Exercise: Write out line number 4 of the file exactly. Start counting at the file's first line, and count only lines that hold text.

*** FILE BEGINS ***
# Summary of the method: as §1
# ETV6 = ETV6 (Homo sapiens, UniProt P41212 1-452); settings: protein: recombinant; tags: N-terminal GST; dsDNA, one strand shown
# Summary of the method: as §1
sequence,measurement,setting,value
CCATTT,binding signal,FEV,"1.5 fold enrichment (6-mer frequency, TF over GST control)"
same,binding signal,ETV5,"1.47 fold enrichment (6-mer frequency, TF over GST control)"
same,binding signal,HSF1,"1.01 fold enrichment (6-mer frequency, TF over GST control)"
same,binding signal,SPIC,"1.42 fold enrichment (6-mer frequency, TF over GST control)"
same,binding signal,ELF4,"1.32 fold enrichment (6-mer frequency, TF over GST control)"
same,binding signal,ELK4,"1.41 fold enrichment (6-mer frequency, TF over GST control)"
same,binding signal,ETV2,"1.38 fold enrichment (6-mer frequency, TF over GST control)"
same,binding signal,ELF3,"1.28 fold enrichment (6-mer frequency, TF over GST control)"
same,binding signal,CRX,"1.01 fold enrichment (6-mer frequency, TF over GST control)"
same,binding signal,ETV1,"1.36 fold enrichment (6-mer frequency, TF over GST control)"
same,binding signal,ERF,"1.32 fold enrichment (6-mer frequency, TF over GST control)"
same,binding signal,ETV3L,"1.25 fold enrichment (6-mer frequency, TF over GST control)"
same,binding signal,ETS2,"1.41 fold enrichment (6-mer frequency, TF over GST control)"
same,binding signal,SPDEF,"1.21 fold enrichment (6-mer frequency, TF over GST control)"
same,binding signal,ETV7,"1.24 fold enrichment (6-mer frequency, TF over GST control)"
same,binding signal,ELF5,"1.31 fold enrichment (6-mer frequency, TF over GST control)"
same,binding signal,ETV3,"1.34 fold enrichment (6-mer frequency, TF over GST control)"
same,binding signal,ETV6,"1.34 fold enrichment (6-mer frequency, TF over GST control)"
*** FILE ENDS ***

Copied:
sequence,measurement,setting,value